Seuss With Sass: The Lorax Reviewed

The Lorax at The Old Vic ★★★★☆

By Rosalind Stone Last edited 96 months ago
Seuss With Sass: The Lorax Reviewed The Lorax at The Old Vic 4
Ben Thompson (Puppeteer), Laura Cubitt (Puppeteer), Simon Lipkin (The Lorax) and Simon Paisley Day (Once-Ler). Photo by Manuel Harlan.

"Unless someone like you cares a whole awful lot, nothing is going to get better, it’s not." You’d be forgiven for thinking you’d stumbled into the closing moments of the UN Climate Change conference, as we watch the last Truffula seed blossom into a tiny tree and our hearts swell with eco-friendly resolutions. This is the first staged version of The Lorax — Dr Seuss’s rhyming reprimand regarding our interaction with nature, and its relevance has snowballed since its publication in 1971.

The Once-ler (Simon Paisley Day) comes from a clan of green-haired hard-grafters, with sharp knitting needles and sharper tongues. He befriends the Lorax, a bushy-bearded beaver (a three-man puppet, voiced by Simon Lipkin), but conflict is inevitable when he begins felling the Lorax’s beloved trees to knit a lumpen, multi-purpose garment he calls the "thneed".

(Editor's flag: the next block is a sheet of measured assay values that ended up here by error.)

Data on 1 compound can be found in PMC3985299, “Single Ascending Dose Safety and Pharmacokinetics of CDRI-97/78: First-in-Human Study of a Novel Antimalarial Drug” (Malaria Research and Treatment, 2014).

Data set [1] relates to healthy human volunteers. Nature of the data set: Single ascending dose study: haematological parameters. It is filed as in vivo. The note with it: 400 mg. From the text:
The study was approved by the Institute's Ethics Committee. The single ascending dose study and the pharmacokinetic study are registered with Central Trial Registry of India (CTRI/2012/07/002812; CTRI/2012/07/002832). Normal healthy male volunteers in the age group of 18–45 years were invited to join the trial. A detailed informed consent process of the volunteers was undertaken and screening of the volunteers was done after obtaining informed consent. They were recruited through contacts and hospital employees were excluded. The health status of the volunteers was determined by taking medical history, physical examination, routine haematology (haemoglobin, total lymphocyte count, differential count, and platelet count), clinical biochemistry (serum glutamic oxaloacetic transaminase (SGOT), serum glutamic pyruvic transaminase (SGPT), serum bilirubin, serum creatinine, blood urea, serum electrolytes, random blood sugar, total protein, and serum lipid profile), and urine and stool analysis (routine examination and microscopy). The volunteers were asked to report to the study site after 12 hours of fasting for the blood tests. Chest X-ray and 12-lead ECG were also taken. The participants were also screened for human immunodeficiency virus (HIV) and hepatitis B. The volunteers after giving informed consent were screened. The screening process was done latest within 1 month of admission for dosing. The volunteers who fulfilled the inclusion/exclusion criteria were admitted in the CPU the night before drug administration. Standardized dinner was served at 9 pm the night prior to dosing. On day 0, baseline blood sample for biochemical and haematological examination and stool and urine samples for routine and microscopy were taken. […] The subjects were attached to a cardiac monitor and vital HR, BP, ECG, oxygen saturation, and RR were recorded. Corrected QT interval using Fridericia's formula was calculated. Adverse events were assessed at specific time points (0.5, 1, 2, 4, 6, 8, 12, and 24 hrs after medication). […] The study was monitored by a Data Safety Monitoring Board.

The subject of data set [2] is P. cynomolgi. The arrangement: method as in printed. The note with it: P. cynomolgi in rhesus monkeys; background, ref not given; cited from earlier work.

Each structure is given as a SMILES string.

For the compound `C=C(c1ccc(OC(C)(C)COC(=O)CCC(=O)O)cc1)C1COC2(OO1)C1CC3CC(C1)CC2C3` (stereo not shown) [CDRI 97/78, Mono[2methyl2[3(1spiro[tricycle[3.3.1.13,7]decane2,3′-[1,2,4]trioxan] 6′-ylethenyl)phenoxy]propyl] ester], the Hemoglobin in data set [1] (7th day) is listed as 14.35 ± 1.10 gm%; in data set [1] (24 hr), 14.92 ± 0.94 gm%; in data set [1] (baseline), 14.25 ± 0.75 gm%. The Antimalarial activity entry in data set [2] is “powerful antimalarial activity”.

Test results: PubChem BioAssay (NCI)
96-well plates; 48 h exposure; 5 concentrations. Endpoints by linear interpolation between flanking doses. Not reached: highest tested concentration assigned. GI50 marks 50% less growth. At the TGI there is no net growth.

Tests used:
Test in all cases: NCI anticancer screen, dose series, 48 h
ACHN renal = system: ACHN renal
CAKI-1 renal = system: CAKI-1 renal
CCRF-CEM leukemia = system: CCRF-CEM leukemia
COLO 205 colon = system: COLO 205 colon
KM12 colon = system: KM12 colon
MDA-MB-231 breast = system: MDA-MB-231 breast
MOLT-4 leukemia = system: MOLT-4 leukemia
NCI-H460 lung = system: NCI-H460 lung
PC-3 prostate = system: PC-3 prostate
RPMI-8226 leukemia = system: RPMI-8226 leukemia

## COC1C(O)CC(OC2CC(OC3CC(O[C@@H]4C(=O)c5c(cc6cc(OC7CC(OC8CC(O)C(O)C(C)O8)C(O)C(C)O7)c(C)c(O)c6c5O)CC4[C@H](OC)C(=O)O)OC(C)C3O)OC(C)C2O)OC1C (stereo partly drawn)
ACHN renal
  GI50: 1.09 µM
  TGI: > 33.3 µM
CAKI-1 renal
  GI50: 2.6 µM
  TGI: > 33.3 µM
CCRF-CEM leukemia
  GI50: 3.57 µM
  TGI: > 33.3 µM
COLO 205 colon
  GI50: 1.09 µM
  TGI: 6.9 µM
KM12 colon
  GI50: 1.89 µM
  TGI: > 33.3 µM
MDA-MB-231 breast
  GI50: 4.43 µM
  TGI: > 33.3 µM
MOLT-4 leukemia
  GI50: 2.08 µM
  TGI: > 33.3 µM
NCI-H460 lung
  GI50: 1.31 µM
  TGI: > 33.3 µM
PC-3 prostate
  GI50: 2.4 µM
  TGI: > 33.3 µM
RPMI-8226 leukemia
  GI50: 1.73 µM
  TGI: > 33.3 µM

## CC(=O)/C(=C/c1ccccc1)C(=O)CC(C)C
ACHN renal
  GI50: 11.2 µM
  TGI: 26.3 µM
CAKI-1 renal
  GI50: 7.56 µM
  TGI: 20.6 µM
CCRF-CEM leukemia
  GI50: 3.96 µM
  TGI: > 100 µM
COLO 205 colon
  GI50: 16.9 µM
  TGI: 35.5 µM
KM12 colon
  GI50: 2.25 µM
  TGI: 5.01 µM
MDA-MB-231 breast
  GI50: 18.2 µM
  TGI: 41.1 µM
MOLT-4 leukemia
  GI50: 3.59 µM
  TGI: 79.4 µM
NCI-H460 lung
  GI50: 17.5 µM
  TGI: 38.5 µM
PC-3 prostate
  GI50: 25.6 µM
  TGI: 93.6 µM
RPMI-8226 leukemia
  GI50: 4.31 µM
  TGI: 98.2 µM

David Grieg’s adaptation is as heart-warming as it is anti-global-warming — a thrilling physicalisation of Seuss’s illustrations. The total synthesis of Rob Howell’s design with Max Webster’s direction and Finn Caldwell’s puppetry dissolves the boundaries between page and stage, and indeed puppet and actor. The Swomee Swans Brown Bar-ba-loots and Humming Fish evince zero awareness of their magnificence, leaving us spellbound and invested in their survival.

Howell’s constantly-evolving set catapults us into different physical perspectives: we glance over the tops of the telescopically-trunked Truffula trees, then meet the Once-ler at the desk of his ever-expanding factory, which agglomerates in miniature on a table-top before we arrive outside its gates.

They cavort to some twinkly numbers by Noah and the Whale frontman Charlie Fink, who exhibits a thneed-like versatility in his first stage score, encrypting his melodies with potential comic moments. Belting out a perfectly-hit high note that seems to go on forever, lawyer VonGoo (Melanie La Barrie) rolls her eyes and checks her watch — this is Seuss with sass. A window into a world of dazzling creativity: grasp the positive intentions and feel-good vibes firmly as you head into Waterloo.

4 December-16 January, The Old Vic, tickets £12-£60.

Londonist saw this production on a complimentary ticket

Last Updated 18 December 2015